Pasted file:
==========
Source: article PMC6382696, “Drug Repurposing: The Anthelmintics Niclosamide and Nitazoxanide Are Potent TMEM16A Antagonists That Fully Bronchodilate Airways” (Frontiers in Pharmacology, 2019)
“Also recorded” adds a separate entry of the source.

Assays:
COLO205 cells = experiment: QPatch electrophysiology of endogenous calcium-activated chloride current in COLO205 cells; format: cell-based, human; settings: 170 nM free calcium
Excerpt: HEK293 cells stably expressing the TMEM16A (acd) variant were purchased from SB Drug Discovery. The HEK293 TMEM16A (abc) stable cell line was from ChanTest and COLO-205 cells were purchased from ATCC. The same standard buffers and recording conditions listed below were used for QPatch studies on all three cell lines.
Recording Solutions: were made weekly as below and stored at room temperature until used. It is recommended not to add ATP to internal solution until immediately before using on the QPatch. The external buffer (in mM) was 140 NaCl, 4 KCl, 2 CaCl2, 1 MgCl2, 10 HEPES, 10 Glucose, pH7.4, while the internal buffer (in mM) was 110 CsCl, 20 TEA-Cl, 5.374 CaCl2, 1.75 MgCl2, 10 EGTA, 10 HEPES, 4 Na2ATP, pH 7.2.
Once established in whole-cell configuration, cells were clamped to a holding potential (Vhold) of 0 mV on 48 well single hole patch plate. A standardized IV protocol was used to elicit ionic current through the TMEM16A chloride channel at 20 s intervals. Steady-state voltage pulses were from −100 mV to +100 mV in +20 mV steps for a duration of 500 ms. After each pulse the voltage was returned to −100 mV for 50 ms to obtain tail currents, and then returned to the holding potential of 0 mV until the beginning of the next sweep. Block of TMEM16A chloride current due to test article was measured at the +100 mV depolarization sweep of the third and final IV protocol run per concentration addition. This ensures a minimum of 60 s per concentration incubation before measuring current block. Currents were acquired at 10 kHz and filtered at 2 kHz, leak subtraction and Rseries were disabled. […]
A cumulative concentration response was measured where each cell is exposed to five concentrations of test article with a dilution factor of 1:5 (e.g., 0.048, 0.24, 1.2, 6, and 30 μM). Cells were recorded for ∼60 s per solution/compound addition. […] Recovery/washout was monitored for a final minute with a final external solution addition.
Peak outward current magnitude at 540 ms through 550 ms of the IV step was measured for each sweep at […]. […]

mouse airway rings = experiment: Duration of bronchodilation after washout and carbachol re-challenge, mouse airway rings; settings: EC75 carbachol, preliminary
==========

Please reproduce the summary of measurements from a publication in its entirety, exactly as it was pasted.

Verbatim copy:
Source: article PMC6382696, “Drug Repurposing: The Anthelmintics Niclosamide and Nitazoxanide Are Potent TMEM16A Antagonists That Fully Bronchodilate Airways” (Frontiers in Pharmacology, 2019)
“Also recorded” adds a separate entry of the source.

Assays:
COLO205 cells = experiment: QPatch electrophysiology of endogenous calcium-activated chloride current in COLO205 cells; format: cell-based, human; settings: 170 nM free calcium
Excerpt: HEK293 cells stably expressing the TMEM16A (acd) variant were purchased from SB Drug Discovery. The HEK293 TMEM16A (abc) stable cell line was from ChanTest and COLO-205 cells were purchased from ATCC. The same standard buffers and recording conditions listed below were used for QPatch studies on all three cell lines.
Recording Solutions: were made weekly as below and stored at room temperature until used. It is recommended not to add ATP to internal solution until immediately before using on the QPatch. The external buffer (in mM) was 140 NaCl, 4 KCl, 2 CaCl2, 1 MgCl2, 10 HEPES, 10 Glucose, pH7.4, while the internal buffer (in mM) was 110 CsCl, 20 TEA-Cl, 5.374 CaCl2, 1.75 MgCl2, 10 EGTA, 10 HEPES, 4 Na2ATP, pH 7.2.
Once established in whole-cell configuration, cells were clamped to a holding potential (Vhold) of 0 mV on 48 well single hole patch plate. A standardized IV protocol was used to elicit ionic current through the TMEM16A chloride channel at 20 s intervals. Steady-state voltage pulses were from −100 mV to +100 mV in +20 mV steps for a duration of 500 ms. After each pulse the voltage was returned to −100 mV for 50 ms to obtain tail currents, and then returned to the holding potential of 0 mV until the beginning of the next sweep. Block of TMEM16A chloride current due to test article was measured at the +100 mV depolarization sweep of the third and final IV protocol run per concentration addition. This ensures a minimum of 60 s per concentration incubation before measuring current block. Currents were acquired at 10 kHz and filtered at 2 kHz, leak subtraction and Rseries were disabled. […]
A cumulative concentration response was measured where each cell is exposed to five concentrations of test article with a dilution factor of 1:5 (e.g., 0.048, 0.24, 1.2, 6, and 30 μM). Cells were recorded for ∼60 s per solution/compound addition. […] Recovery/washout was monitored for a final minute with a final external solution addition.
Peak outward current magnitude at 540 ms through 550 ms of the IV step was measured for each sweep at […]. […]

mouse airway rings = experiment: Duration of bronchodilation after washout and carbachol re-challenge, mouse airway rings; settings: EC75 carbachol, preliminary